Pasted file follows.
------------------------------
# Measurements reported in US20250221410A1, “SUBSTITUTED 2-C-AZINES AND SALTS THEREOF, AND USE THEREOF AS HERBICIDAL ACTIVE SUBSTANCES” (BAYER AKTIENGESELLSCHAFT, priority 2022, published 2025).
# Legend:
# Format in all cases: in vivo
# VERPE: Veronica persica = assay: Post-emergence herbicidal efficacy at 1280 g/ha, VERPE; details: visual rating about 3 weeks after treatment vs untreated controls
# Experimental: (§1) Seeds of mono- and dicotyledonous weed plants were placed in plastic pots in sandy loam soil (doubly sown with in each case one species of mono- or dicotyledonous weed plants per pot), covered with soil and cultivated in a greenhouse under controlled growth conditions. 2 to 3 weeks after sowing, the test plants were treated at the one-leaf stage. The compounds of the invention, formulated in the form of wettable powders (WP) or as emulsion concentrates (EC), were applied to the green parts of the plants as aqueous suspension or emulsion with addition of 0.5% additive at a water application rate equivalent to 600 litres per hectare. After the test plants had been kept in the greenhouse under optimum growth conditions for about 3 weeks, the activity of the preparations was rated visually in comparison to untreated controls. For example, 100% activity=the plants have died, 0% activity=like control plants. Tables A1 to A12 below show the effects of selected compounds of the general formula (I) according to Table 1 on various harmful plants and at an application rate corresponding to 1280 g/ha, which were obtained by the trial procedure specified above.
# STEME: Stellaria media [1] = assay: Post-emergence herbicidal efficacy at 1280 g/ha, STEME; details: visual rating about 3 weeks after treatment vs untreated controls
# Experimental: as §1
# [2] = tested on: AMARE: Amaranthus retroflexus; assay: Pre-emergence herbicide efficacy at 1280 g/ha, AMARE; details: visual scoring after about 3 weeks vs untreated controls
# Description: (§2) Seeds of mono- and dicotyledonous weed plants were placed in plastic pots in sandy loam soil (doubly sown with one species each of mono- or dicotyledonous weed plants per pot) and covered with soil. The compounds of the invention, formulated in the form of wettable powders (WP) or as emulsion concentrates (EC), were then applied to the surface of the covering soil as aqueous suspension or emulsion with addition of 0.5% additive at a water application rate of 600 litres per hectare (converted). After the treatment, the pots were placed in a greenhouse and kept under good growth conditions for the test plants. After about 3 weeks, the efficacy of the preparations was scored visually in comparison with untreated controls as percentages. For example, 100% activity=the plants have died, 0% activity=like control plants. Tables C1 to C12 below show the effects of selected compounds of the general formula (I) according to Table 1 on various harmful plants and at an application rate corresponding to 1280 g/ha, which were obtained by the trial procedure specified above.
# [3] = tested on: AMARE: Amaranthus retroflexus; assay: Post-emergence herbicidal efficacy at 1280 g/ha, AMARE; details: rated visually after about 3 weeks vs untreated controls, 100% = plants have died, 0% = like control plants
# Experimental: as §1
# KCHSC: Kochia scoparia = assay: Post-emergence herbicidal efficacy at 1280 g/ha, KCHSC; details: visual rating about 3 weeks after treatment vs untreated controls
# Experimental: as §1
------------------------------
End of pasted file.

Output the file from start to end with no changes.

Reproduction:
# Measurements reported in US20250221410A1, “SUBSTITUTED 2-C-AZINES AND SALTS THEREOF, AND USE THEREOF AS HERBICIDAL ACTIVE SUBSTANCES” (BAYER AKTIENGESELLSCHAFT, priority 2022, published 2025).
# Legend:
# Format in all cases: in vivo
# VERPE: Veronica persica = assay: Post-emergence herbicidal efficacy at 1280 g/ha, VERPE; details: visual rating about 3 weeks after treatment vs untreated controls
# Experimental: (§1) Seeds of mono- and dicotyledonous weed plants were placed in plastic pots in sandy loam soil (doubly sown with in each case one species of mono- or dicotyledonous weed plants per pot), covered with soil and cultivated in a greenhouse under controlled growth conditions. 2 to 3 weeks after sowing, the test plants were treated at the one-leaf stage. The compounds of the invention, formulated in the form of wettable powders (WP) or as emulsion concentrates (EC), were applied to the green parts of the plants as aqueous suspension or emulsion with addition of 0.5% additive at a water application rate equivalent to 600 litres per hectare. After the test plants had been kept in the greenhouse under optimum growth conditions for about 3 weeks, the activity of the preparations was rated visually in comparison to untreated controls. For example, 100% activity=the plants have died, 0% activity=like control plants. Tables A1 to A12 below show the effects of selected compounds of the general formula (I) according to Table 1 on various harmful plants and at an application rate corresponding to 1280 g/ha, which were obtained by the trial procedure specified above.
# STEME: Stellaria media [1] = assay: Post-emergence herbicidal efficacy at 1280 g/ha, STEME; details: visual rating about 3 weeks after treatment vs untreated controls
# Experimental: as §1
# [2] = tested on: AMARE: Amaranthus retroflexus; assay: Pre-emergence herbicide efficacy at 1280 g/ha, AMARE; details: visual scoring after about 3 weeks vs untreated controls
# Description: (§2) Seeds of mono- and dicotyledonous weed plants were placed in plastic pots in sandy loam soil (doubly sown with one species each of mono- or dicotyledonous weed plants per pot) and covered with soil. The compounds of the invention, formulated in the form of wettable powders (WP) or as emulsion concentrates (EC), were then applied to the surface of the covering soil as aqueous suspension or emulsion with addition of 0.5% additive at a water application rate of 600 litres per hectare (converted). After the treatment, the pots were placed in a greenhouse and kept under good growth conditions for the test plants. After about 3 weeks, the efficacy of the preparations was scored visually in comparison with untreated controls as percentages. For example, 100% activity=the plants have died, 0% activity=like control plants. Tables C1 to C12 below show the effects of selected compounds of the general formula (I) according to Table 1 on various harmful plants and at an application rate corresponding to 1280 g/ha, which were obtained by the trial procedure specified above.
# [3] = tested on: AMARE: Amaranthus retroflexus; assay: Post-emergence herbicidal efficacy at 1280 g/ha, AMARE; details: rated visually after about 3 weeks vs untreated controls, 100% = plants have died, 0% = like control plants
# Experimental: as §1
# KCHSC: Kochia scoparia = assay: Post-emergence herbicidal efficacy at 1280 g/ha, KCHSC; details: visual rating about 3 weeks after treatment vs untreated controls
# Experimental: as §1